„the voice of beauty speaks softly; it creeps only into the most fully awakened souls“

Friedrich Nietzsche Foto
Friedrich Nietzsche746
filósofo alemán 1844 - 1900

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„Heat of passion makes our souls to chap, and the devil creeps in at the crannies.“

—  Thomas Fuller English churchman and historian 1608 - 1661
The Holy State and the Profane State (1642), Of Anger.

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Anne Brontë Foto

„My soul is awakened, my spirit is soaring and carried aloft on the wings of the breeze.“

—  Anne Brontë, libro Poems by Currer, Ellis, and Acton Bell
Poems by Currer, Ellis, and Acton Bell (1846), Lines Composed in a Wood on a Windy Day (1842), Context: My soul is awakened, my spirit is soaring <br/> And carried aloft on the wings of the breeze; <br/> For above and around me the wild wind is roaring, <br/> Arousing to rapture the earth and the seas. Context: My soul is awakened, my spirit is soaring And carried aloft on the wings of the breeze; For above and around me the wild wind is roaring, Arousing to rapture the earth and the seas.

Sören Kierkegaard Foto

„Father in heaven, when the thought of thee awakens in our soul“

—  Sören Kierkegaard Danish philosopher and theologian, founder of Existentialism 1813 - 1855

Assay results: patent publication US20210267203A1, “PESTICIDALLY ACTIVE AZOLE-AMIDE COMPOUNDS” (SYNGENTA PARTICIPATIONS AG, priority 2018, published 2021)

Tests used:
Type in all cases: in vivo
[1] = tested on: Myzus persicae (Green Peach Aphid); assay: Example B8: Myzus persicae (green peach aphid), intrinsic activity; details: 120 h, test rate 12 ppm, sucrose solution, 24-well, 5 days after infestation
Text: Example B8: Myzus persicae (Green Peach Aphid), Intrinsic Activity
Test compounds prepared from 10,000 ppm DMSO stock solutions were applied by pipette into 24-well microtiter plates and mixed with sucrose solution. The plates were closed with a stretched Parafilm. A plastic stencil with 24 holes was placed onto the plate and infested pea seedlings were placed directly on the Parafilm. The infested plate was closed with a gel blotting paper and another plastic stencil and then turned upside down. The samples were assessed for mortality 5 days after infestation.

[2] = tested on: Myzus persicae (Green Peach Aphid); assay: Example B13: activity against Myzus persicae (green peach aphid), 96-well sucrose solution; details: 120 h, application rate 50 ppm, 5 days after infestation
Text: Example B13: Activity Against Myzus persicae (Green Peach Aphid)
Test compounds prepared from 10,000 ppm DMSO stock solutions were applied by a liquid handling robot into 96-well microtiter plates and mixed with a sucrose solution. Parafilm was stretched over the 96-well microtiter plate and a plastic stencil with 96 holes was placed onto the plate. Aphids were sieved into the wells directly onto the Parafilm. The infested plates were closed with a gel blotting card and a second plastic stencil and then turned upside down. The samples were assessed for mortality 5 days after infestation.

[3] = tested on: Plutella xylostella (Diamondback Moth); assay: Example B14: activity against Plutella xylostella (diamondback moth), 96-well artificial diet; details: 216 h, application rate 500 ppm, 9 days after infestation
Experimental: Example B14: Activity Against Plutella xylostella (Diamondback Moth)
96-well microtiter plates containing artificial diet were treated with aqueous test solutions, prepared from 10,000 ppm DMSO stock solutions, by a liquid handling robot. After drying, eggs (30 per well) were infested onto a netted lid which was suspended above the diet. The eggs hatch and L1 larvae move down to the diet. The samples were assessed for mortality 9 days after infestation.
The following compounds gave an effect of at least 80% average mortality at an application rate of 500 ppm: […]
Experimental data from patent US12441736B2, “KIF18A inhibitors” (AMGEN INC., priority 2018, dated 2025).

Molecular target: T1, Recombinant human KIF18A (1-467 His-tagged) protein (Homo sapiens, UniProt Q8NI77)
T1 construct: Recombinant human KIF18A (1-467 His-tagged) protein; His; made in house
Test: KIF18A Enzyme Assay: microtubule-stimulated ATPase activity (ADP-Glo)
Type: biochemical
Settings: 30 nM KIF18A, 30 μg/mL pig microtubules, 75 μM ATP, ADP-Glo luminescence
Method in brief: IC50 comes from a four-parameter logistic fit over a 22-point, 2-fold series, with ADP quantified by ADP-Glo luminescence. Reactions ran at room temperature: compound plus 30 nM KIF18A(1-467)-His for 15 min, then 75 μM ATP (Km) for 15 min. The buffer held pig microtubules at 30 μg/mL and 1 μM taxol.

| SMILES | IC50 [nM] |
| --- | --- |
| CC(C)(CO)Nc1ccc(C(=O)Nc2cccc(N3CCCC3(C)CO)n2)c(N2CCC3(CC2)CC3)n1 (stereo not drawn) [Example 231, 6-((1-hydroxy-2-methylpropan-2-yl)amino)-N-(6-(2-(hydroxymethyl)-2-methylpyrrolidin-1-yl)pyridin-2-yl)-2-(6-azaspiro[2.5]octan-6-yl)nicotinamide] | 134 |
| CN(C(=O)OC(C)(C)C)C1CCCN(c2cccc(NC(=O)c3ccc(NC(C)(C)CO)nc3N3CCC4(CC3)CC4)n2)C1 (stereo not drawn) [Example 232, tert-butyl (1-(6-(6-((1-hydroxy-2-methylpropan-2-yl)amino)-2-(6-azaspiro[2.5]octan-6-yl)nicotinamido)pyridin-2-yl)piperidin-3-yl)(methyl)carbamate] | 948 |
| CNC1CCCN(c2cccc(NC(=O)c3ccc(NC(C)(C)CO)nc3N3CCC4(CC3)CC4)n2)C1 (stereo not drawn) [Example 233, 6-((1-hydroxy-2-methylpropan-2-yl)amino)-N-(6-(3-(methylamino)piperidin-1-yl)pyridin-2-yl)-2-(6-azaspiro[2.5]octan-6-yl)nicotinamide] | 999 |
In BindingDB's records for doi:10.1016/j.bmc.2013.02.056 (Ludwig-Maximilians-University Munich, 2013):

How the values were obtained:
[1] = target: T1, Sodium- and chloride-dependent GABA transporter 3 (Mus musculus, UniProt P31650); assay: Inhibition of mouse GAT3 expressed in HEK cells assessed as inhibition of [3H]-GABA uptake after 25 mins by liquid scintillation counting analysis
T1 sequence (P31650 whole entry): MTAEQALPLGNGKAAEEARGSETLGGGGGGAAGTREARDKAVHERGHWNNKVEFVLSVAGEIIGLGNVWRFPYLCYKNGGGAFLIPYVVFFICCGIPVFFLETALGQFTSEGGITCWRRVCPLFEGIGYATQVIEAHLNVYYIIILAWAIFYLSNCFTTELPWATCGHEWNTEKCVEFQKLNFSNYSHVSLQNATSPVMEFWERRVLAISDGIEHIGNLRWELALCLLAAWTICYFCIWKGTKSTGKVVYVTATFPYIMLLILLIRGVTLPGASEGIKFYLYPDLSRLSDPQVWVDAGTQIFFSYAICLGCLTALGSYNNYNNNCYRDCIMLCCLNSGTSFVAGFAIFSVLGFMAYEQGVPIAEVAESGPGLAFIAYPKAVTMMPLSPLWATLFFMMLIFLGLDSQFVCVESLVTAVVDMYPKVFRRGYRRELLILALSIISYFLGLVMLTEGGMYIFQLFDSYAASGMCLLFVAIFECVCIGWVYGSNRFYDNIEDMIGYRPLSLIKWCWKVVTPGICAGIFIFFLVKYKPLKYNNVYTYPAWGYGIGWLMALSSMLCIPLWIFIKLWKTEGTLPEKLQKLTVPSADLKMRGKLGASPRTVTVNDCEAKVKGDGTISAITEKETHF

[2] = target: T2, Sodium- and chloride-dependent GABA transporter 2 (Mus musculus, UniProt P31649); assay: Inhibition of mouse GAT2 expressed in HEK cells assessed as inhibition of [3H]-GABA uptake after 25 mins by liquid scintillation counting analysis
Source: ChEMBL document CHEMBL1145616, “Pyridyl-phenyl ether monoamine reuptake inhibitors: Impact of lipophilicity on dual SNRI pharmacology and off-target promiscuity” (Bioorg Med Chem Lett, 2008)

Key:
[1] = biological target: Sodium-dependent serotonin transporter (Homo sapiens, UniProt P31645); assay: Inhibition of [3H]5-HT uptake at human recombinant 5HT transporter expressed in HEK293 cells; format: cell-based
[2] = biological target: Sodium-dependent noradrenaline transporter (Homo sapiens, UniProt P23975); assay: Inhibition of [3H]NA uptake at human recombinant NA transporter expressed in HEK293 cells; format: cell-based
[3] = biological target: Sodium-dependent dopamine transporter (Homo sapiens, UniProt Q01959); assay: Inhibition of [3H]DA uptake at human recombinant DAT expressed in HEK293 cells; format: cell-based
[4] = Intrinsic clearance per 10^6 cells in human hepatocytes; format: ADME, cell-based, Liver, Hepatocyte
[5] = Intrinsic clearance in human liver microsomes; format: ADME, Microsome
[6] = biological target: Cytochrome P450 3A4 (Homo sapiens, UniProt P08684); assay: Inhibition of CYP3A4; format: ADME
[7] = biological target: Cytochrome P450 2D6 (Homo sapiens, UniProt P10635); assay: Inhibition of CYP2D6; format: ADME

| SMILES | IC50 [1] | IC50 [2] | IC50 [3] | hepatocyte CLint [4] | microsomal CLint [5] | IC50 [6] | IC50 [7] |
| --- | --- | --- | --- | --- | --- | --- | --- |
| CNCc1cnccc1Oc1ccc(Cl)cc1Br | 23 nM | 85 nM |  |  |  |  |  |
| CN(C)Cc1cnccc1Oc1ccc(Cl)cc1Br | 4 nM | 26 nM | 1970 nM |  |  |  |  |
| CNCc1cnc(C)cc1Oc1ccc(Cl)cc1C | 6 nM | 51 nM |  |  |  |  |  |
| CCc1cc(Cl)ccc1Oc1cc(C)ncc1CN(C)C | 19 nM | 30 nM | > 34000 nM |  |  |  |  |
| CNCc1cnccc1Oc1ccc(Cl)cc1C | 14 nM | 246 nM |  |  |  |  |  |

1840s, Context: Father in heaven, when the thought of thee awakens in our soul, let it not waken as an agitated bird which flutters confusedly about, but as a child waking from sleep with a celestial smile. Journals and Papers IIA320

Yasunari Kawabata Foto

„When we see the beauty of the snow, when we see the beauty of the full moon, when we see the beauty of the cherries in bloom, when in short we brush against and are awakened by the beauty of the four seasons, it is then that we think most of those close to us, and want them to share the pleasure.“

—  Yasunari Kawabata Japanese author, Nobel Prize winner 1899 - 1972
Japan, the Beautiful and Myself (1969), Context: Dr. Yashiro Yukio, internationally known as a scholar of Botticelli, a man of great learning in the art of the past and the present, of the East and the West, has summed up one of the special characteristics of Japanese art in a single poetic sentence: "The time of the snows, of the moon, of the blossoms — then more than ever we think of our comrades." When we see the beauty of the snow, when we see the beauty of the full moon, when we see the beauty of the cherries in bloom, when in short we brush against and are awakened by the beauty of the four seasons, it is then that we think most of those close to us, and want them to share the pleasure. The excitement of beauty calls forth strong fellow feelings, yearnings for companionship, and the word "comrade" can be taken to mean "human being". The snow, the moon, the blossoms, words expressive of the seasons as they move one into another, include in the Japanese tradition the beauty of mountains and rivers and grasses and trees, of all the myriad manifestations of nature, of human feelings as well.

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